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Investigational New Drugs

, Volume 37, Issue 6, pp 1158–1165 | Cite as

A phthalimidoalkanamide derived novel DNMT inhibitor enhanced radiosensitivity of A549 cells by inhibition of homologous recombination of DNA damage

  • Hyun-Cheol Kang
  • Eui Kyu Chie
  • Hak Jae Kim
  • Jin Ho Kim
  • Il Han KimEmail author
  • Kwangsoo Kim
  • Beom Su Shin
  • EunSook Ma
PRECLINICAL STUDIES
  • 194 Downloads

Summary

Purpose To elucidate the radiosensitizing effect and underlying mechanism of a new kind of DNA methyltransferase (DNMT) inhibitor with biological availability. Methods A novel non-nucleoside compound, designated as MA-17, was recently derived from a phthalimido alkanamide structure. DNMT expressions were confirmed in cultured human lung cancer (A549) and normal astrocyte (NHA) cells, radiosensitivity was measured using clonogenic assay, and assays of cell cycle alteration, apoptosis, DNA damage repair, and differential gene expression were undertaken. Results MA-17 significantly radiosensitized A549 cells with a mean dose enhancement ratio (DER) of 1.43 at the surviving fraction of 0.2 (p < 0.05 by one-tailed ratio paired t-test). MA-17 did not affect normal astrocytes (mean DER0.2, 1.016; p = 0.420). MA-17 demonstrated a mean half-life of 1.0 h in vivo and a relatively even distribution in various tissues. Pretreatment with MA-17 increased sub-G1 fractions and inhibited the repair of DNA double-strand breaks, which are induced by irradiation. We found that MA-17 also down-regulated DNA homologous recombination and the Fanconi anemia pathway (FANCA, BRCA1, and RAD51C) in A549 cells. This bioinformatics finding was confirmed in validation Western blot to evaluate the expression of vital proteins. Conclusions A novel phthalimido alkanamide derivative, a DNMT inhibitor, possessed both biostability and favorable and substantial radiosensitizing effects by augmenting apoptosis or inhibiting DNA damage repair.

Keywords

Radiosensitization DNMT inhibitor Epigenetics Cancer 

Notes

Acknowledgments

We’d like to thank Ms. Soo Yeon Seo, for her precise in vitro work.

Funding

This research was supported by grant no 04–2016-0620, 04–2016-0830, 05–2016-0010 and 03–2017-0080 from the SNUH Research Fund and NRF-2013M2A2A7043683, NRF-2015M2B2A9029247. The funding source had no role in the design of this study, in data collection and interpretation, in the decision to publish, or in writing the manuscript.

Compliance with ethical standards

Ethical approval

All applicable international, national, and/or institutional guidelines for the care and use of animals were followed. This article does not contain any studies with human participants performed by any of the authors.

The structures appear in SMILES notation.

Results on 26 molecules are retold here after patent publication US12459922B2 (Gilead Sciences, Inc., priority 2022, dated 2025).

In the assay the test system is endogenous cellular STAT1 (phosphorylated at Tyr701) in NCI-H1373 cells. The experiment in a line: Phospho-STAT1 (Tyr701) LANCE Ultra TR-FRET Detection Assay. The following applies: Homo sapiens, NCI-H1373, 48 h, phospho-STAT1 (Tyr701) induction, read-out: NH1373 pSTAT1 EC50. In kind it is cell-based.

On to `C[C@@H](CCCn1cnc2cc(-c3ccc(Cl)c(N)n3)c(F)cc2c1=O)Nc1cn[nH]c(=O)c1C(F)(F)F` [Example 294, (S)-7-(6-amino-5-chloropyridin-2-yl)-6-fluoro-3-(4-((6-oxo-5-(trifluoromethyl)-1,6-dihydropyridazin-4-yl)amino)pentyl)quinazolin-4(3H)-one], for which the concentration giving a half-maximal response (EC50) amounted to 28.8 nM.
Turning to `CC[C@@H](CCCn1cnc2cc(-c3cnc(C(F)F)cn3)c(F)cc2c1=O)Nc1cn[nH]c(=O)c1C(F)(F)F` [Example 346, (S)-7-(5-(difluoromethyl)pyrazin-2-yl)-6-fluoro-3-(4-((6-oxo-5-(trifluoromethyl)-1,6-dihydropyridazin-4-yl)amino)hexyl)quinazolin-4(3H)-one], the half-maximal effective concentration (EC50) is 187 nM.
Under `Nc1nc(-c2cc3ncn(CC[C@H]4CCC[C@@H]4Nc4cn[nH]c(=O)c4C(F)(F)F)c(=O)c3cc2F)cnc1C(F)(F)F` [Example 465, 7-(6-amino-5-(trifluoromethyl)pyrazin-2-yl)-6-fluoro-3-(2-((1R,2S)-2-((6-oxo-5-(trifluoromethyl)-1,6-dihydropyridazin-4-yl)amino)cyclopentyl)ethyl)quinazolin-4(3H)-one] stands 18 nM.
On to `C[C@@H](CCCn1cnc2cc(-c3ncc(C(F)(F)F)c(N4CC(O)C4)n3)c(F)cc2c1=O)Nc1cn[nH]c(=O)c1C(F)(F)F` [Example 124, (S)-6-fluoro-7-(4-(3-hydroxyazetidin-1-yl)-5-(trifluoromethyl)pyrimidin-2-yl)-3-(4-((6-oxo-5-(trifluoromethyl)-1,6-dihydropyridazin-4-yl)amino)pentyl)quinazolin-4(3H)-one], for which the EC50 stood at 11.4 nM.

Conflict of interest

The authors declare that they have no conflict of interest.

Supplementary material

10637_2019_730_MOESM1_ESM.docx (421 kb)
Figure S1 Influence of DNMT inhibitors on cell cycle phase distributions for A549 cells. The proportion of G2/M (A, B, C) and sub-G1 (D, E, F) of A549 cells treated with the respective DNMT inhibitors before radiation and radiation were compared with those treated with radiation alone. Points, mean for three independent experiments; Bars, SE. (DOCX 420 kb)
10637_2019_730_MOESM2_ESM.docx (1.3 mb)
Figure S2 Radiation-induced γH2AX foci. Representative micrographs were obtained from A549 cells that had been treated with MA-17 and received 6-Gy radiation. γH2AX foci are clearly visualized at 48 h after radiation treatment in co-treated cells (A). However, γH2AX expression declined drastically in cells treated with radiation alone at 48 h after irradiation (B). DNA is visualized with DAPI, and merged images overlay γH2AX foci. (DOCX 1280 kb)
10637_2019_730_MOESM3_ESM.docx (1.2 mb)
Figure S3 Pathways relevant to the effect of MA-17 on radiosensitivity of A549 cells. Gene lists determined by RNA sequencing for A549 cell line after MA-17 and radiation combination treatment were analyzed using KEGG pathway analysis. Homologous recombination (A) and the Fanconi anemia pathway (B) were identified as being significantly down-regulated by MA-17 pretreatment and radiation. Significantly down-regulated genes shown in green, and those present within our dataset but not significant are shown in grey. Significant genes were defined as reporting a fold change of >1.5 or < 0.67. (DOCX 1242 kb)

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Copyright information

© Springer Science+Business Media, LLC, part of Springer Nature 2019

Authors and Affiliations

  • Hyun-Cheol Kang
    • 1
    • 2
  • Eui Kyu Chie
    • 1
    • 2
  • Hak Jae Kim
    • 1
    • 2
  • Jin Ho Kim
    • 1
    • 2
  • Il Han Kim
    • 1
    • 2
    Email author
  • Kwangsoo Kim
    • 3
  • Beom Su Shin
    • 4
  • EunSook Ma
    • 5
  1. 1.Department of Radiation OncologySeoul National University College of MedicineSeoulSouth Korea
  2. 2.Cancer Research InstituteSeoul National University College of MedicineSeoulSouth Korea
  3. 3.Division of Clinical Bioinformatics, Biomedical Research InstituteSeoul National University HospitalSeoulSouth Korea
  4. 4.School of PharmacySungkyunkwan UniversitySuwonSouth Korea
  5. 5.College of PharmacyDaegu Catholic UniversityGyeongsan-siSouth Korea

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